‘Sharing is caring’. A catchphrase which, together with Barney the purple dinosaur, I have attempted to engrain into the intellectual capacities of my kids. At times it has been a successful reminder. At other times it has not worked so well.
16-year-old: ‘Mom, it’s my necklace. I’ve taken care of it for such a long time…. What if she loses it!? She just cannot take things from my room without first asking’. Yet her sister would easily let her have anything that is hers. #CreativeCommons # SharingandOpeness
13-year-old: ‘Mom its unfair that the Cassio has been in her room for almost a month, it’s my turn to have it in my room.’ We should both enjoy the benefit of it’. Yet there is a piano downstairs. #negotiateANDshare
3-year-old: ‘Mamma it’s my Pepper Pig’. The anxiety of a 3-year-old who does not want to let go of what is his, because he is afraid that he would lose ownership of it. #IntellectualPropertyRights #credit
The idea of sharing and open learning is not a foreign concept to me, given my (or anyone else’s) experiences in bringing up kids. The common themes that arise from rearing my brood are very are analogous to adults faced with the prospect of sharing:
- We are anxious about others using our work without giving us credit.
- We instinctually want to hold on to what belongs to us, because we want to enjoy the greater benefit of it.
- Fear of work being abused or taken out of context
- Quality assurance of available material.
In as much as the anxiety is real to any of us who write, publish, invest hours of time and effort in developing our material, the greater benefit of sharing our work to benefit a greater audience of peers and students cannot be overstated.
Very much like Star Trek, sharing and openness takes teaching and learning where no student or educator has gone before: Cyberspace. A space where we voluntarily offer our knowledge to enable our colleagues to augment the learning experience for their students. Not all students can afford to buy a textbook. I is so much easier for them to access an OER so as to enable them to gain the same advantages as those who can afford it. It places learning on an even level. It provides a greater reach of a developers work, beyond geographical borders.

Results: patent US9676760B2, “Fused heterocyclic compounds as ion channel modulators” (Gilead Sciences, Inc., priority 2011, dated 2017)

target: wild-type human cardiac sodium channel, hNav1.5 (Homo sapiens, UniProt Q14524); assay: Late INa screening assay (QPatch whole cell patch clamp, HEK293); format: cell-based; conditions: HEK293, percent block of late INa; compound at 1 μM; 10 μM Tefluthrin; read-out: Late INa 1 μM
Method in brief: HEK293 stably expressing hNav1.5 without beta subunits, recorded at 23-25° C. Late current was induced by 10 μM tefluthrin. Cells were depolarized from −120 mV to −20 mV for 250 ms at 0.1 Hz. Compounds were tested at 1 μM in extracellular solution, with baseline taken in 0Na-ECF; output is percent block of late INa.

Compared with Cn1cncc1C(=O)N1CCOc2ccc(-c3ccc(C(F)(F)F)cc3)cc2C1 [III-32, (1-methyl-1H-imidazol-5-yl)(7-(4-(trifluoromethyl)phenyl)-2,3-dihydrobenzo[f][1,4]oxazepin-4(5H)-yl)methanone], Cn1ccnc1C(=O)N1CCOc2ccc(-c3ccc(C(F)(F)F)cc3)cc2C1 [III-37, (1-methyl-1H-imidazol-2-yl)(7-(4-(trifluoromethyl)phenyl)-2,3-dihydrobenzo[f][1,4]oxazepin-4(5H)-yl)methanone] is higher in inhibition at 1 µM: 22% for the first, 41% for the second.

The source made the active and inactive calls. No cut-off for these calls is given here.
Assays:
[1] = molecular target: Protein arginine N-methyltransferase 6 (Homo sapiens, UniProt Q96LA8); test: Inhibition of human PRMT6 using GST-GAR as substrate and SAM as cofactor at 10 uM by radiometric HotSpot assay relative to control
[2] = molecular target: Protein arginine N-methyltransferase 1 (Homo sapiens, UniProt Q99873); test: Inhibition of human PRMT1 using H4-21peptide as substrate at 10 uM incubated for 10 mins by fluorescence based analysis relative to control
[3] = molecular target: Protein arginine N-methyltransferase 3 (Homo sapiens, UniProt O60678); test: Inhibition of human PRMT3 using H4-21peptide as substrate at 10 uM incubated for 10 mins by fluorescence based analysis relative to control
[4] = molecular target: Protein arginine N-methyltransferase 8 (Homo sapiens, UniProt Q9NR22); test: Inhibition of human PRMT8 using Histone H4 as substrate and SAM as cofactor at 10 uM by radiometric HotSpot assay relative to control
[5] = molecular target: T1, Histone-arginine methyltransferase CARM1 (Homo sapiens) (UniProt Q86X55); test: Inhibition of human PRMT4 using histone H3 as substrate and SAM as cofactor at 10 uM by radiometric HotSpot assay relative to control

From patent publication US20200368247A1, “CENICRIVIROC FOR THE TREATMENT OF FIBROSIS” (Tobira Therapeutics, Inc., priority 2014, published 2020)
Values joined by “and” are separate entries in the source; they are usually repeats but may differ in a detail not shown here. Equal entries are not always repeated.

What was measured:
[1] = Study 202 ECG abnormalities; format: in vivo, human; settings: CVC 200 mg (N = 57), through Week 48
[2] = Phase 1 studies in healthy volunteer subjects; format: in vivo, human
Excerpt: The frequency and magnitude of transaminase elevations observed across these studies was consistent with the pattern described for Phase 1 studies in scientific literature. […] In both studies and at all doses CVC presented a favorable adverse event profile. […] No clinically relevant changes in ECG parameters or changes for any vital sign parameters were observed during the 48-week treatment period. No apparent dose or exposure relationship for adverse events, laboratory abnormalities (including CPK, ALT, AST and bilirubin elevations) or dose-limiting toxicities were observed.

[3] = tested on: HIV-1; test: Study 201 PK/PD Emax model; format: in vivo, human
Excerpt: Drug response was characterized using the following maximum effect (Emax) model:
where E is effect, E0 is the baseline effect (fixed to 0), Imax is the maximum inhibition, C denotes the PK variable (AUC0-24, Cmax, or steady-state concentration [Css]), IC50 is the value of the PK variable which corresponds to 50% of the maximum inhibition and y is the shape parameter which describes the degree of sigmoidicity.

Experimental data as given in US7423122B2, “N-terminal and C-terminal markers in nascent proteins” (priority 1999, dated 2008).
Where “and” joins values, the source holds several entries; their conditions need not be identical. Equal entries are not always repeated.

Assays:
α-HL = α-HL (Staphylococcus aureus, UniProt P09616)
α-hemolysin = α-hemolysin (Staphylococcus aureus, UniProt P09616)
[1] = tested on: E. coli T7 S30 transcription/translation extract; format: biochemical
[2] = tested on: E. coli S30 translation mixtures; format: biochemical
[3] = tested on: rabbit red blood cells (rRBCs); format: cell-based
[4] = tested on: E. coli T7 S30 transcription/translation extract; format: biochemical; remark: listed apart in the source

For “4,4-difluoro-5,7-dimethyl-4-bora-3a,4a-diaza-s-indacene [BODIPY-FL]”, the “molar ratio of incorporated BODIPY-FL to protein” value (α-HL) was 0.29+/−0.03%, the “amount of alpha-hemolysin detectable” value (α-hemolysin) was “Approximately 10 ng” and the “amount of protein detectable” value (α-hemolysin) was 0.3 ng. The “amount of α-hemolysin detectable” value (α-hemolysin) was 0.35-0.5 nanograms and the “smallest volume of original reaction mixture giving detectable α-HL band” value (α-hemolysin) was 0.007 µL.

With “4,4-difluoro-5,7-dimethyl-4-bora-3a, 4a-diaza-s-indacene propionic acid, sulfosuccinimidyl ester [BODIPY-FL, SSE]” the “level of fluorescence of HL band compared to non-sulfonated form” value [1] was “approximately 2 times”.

We develop each other as educators. I learn so much from sharing with my peers at The IIE Varsity College. They adapt and reuse my material, as relevant to their specific modules, as I do with their material. This community of sharing and openness has enabled us to support each other, towards a common goal: Developing each other in a teaching and learning space, whilst meeting the outcomes of each module, with a studentcentric approach in mind. Our students become lifelong learners, as do we as educators. The more we adapt, reuse, remix each others material, the more its quality is enhanced and made relevant. OER supports our educational and professional development by enabling us to be each other’s editors and supporters. The user chooses which material to use. Just as hard copies of material range from relevant to non relevant, great quality to that that which is not, it is up to individual users, to sift through it in deciding which of those to use. The same applies to OER’s.
So, just as my 13year-old now asks her sister’s permission to borrow her stuff, so too do creative commons licences come in to enable us to borrow the work of others and use it in a manner that benefits future users. Just as my 13-year-old and 16-year-old have learned to negotiate and share the use of the Cassio, so too do we as educators need to negotiate the limits and extent to which we desire to share our own and each other’s material. This is the reason why creative commons licences are so important. In providing us with options as to the extent or terms of our sharing, it is in effect enabling us to share on our own terms.
Just as my 3 year olds anxiety surrounding losing ownership of his Pepper Pig has somewhat dissipated in baby steps, the same is required of those who are sceptical about the benefit of OER’s. It starts with sharing a single document and seeing how that works for you.
We all lend to completing each other’s puzzle in the sharing process.
 Yuan, Li, Stephen Powell, and JISC CETIS. “MOOCs and open education: Implications for higher education.” (2013).